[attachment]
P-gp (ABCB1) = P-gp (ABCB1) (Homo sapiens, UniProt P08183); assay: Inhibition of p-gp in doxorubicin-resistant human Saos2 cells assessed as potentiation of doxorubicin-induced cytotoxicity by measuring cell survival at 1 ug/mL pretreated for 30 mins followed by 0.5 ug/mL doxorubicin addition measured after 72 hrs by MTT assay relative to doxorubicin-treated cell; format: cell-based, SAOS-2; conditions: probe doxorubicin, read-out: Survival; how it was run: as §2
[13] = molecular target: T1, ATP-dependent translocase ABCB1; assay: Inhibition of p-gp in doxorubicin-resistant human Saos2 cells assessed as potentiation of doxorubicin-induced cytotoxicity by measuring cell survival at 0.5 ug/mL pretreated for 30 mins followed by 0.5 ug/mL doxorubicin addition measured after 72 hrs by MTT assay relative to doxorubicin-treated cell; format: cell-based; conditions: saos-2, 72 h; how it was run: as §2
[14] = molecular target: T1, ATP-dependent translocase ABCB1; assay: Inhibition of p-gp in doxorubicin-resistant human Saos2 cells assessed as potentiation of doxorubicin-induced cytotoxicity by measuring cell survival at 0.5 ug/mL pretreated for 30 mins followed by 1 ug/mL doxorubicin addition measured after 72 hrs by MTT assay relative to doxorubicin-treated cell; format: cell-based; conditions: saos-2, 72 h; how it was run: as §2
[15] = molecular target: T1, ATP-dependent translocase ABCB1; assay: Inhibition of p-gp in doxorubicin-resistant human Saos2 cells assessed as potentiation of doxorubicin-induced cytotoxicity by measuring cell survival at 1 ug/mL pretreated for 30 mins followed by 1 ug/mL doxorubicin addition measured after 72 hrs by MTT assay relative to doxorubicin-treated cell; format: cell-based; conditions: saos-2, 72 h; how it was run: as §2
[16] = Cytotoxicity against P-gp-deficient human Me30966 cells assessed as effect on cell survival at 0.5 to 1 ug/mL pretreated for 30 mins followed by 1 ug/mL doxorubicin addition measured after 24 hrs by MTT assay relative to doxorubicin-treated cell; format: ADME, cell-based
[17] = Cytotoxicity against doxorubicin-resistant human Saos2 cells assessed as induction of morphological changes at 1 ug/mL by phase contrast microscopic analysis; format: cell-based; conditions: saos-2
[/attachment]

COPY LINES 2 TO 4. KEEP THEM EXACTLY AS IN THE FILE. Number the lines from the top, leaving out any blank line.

[13] = molecular target: T1, ATP-dependent translocase ABCB1; assay: Inhibition of p-gp in doxorubicin-resistant human Saos2 cells assessed as potentiation of doxorubicin-induced cytotoxicity by measuring cell survival at 0.5 ug/mL pretreated for 30 mins followed by 0.5 ug/mL doxorubicin addition measured after 72 hrs by MTT assay relative to doxorubicin-treated cell; format: cell-based; conditions: saos-2, 72 h; how it was run: as §2
[14] = molecular target: T1, ATP-dependent translocase ABCB1; assay: Inhibition of p-gp in doxorubicin-resistant human Saos2 cells assessed as potentiation of doxorubicin-induced cytotoxicity by measuring cell survival at 0.5 ug/mL pretreated for 30 mins followed by 1 ug/mL doxorubicin addition measured after 72 hrs by MTT assay relative to doxorubicin-treated cell; format: cell-based; conditions: saos-2, 72 h; how it was run: as §2
[15] = molecular target: T1, ATP-dependent translocase ABCB1; assay: Inhibition of p-gp in doxorubicin-resistant human Saos2 cells assessed as potentiation of doxorubicin-induced cytotoxicity by measuring cell survival at 1 ug/mL pretreated for 30 mins followed by 1 ug/mL doxorubicin addition measured after 72 hrs by MTT assay relative to doxorubicin-treated cell; format: cell-based; conditions: saos-2, 72 h; how it was run: as §2